Fr. Stany SDB, who unaware of the clashes was returning in a jeep from Jhabua to Alirajpur, was intercepted and attacked by a mob. In his panicky attempt to flee, he caused an accident killing a cyclist while he himself fell off the jeep and landed in a ditch by the roadside. Set upon by the mob, he was beaten mercilessly and received serious head injuries. Another mob was approaching the Alirajpur parish and school but seeing the strong police posted there they dispersed. The Salesians from the parish had to move out from the parish for safety. The school had to be closed down for many days.
Using the tragic rape and murder as the pretext, the Catholic parish school in Jhabua and the prestigious Don Bosco institution in Alirajpur have been made the target. The aim of the Hindu fanatics appears to be to pressurise the authorities to close down these institutions. So far, this attempt has been resisted with the Salesians getting strong support from teachers and parents of Alirajpur.
When the school which had to shut down for many days re-opened on January 27, nearly 90 per cent of the students and 50 per cent of the teachers attended the school. The mission school in Jhabua that had closed down also re-opened on January 24. The tribal heartland in MP is clearly going to be a volatile area under the present saffron dispensation.
Meanwhile, in a welcome show of solidarity, secular groups under the joint auspices of the Rashtriya Secular Manch, Insani Biradari and Nagrik Morcha organised a series of protests against the attack on minorities and minority institutions in Jhabua. The day-long protest and dharna on January 25 was accompanied by a seminar on the subject in which the leader of the Opposition in the state Assembly and a tribal leader, Jamuna Devi, the Bhopal mayor, Vibha Patel, CPM leader Pradhan and CPI leader Habeed Khan participated along with many Christian priests and nuns. The presidium consisted of Ramchandra Bhargava (Gandhi Trust), Prof VP Singh and LS Hardenia.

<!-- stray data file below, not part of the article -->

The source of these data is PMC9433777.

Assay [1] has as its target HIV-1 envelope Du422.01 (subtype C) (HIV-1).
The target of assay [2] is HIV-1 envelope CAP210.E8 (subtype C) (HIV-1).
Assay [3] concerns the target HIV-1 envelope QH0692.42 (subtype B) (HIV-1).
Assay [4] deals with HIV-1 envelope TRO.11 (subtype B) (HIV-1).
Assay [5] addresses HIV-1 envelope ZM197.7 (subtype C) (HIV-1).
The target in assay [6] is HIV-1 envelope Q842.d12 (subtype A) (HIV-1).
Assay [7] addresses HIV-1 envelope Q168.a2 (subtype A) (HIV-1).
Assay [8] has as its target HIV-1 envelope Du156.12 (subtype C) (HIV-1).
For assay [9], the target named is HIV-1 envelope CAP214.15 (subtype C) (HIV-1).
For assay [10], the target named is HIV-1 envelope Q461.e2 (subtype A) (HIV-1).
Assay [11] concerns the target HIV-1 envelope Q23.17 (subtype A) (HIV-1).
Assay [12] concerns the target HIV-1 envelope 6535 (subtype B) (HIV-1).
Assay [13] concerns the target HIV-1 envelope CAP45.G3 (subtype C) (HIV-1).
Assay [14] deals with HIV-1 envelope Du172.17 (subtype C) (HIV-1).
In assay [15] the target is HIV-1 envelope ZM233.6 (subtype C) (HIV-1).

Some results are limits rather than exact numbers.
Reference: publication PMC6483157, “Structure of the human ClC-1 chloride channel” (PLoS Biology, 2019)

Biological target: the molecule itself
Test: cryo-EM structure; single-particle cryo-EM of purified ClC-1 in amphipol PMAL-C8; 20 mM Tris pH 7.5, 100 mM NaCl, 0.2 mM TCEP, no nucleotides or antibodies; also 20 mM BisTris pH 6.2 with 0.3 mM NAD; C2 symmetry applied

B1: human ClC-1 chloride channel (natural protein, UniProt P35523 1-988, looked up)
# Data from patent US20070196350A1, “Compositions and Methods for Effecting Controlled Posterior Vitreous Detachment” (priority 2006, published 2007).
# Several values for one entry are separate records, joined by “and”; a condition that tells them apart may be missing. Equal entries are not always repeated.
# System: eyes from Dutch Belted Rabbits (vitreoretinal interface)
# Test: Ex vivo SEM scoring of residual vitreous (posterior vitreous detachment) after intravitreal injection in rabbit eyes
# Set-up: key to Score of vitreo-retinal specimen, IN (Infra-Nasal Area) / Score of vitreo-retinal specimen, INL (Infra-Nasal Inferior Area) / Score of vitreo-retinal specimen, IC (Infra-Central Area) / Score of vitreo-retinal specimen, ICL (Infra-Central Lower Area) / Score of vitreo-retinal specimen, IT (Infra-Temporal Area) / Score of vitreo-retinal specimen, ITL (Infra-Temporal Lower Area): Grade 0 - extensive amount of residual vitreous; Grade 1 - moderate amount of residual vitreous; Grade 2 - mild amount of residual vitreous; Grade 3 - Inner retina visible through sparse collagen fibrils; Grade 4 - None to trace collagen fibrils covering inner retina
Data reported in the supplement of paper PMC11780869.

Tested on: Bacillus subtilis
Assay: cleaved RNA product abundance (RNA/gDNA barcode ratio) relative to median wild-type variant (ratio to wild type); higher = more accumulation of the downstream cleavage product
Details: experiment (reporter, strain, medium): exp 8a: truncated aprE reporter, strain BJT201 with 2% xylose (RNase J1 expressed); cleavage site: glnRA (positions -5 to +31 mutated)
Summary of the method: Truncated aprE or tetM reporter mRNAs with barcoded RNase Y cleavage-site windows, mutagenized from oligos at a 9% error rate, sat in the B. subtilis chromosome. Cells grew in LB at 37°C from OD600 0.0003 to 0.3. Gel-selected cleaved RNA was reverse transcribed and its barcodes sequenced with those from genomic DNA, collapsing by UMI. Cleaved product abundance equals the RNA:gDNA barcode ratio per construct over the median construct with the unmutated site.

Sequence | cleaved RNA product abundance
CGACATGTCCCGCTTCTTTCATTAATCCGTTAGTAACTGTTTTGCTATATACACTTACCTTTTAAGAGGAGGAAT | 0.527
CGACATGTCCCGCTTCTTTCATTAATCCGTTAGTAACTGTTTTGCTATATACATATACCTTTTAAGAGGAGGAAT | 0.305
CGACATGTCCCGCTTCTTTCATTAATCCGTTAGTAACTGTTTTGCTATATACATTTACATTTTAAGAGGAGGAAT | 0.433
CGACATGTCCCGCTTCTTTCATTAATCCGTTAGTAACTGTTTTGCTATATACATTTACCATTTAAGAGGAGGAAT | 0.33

It is learnt that a team of the National Human Rights Commission, the National Minorities Commission and the National Women’s Commission have also visited the violence-hit districts.
Meanwhile, in a parallel development, chief minister Uma Bharati has taken the decision of rescinding on crucial aspects of the Dalit Agenda launched by the former Digvijay Singh government. The retrograde measures include: (1) Suspension of land distribution amongst SC/ST landless families; (2) Scrapping the Digvijay Singh government’s decision to grant Rs. 70,000 to those SC/ST families who could not get land as there was no surplus land available; and (3) Withdrawal of the collective fine imposed earlier on 521 persons in the state who had attacked Dalits and destroyed their standing crops. The fine amounted to Rs. 25.78 lakh. Most of the accused were OBCs who were resisting distribution of land amongst Dalits.
This is a real set back to the Dalits as no other state government is prepared to ‘disturb’ property relations in the countryside. Dalit intellectuals see Uma Bharti’s decisions as nothing short of an attempt to block even minor steps towards land distribution favouring the SCs/STs.